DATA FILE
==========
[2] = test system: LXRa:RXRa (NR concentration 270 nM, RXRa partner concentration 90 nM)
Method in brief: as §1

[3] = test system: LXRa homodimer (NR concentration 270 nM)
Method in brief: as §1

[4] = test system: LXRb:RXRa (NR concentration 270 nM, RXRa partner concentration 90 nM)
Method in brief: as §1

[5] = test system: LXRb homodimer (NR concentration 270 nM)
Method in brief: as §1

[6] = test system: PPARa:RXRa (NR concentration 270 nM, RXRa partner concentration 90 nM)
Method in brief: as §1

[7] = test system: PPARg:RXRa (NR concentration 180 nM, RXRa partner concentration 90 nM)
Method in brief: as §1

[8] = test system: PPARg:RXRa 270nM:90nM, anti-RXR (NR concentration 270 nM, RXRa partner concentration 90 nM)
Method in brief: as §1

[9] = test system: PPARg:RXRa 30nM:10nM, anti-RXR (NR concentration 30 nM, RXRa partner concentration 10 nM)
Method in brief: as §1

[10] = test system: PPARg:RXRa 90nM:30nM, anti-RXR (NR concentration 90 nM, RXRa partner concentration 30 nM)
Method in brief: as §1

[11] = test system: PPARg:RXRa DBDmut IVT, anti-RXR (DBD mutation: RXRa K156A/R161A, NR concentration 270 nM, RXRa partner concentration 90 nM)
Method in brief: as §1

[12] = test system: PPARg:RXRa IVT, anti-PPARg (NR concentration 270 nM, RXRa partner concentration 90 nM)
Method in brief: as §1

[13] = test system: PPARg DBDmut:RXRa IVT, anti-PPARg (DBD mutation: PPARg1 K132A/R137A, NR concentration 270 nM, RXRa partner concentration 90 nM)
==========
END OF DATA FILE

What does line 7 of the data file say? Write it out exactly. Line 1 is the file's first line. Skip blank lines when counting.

[5] = test system: LXRb homodimer (NR concentration 270 nM)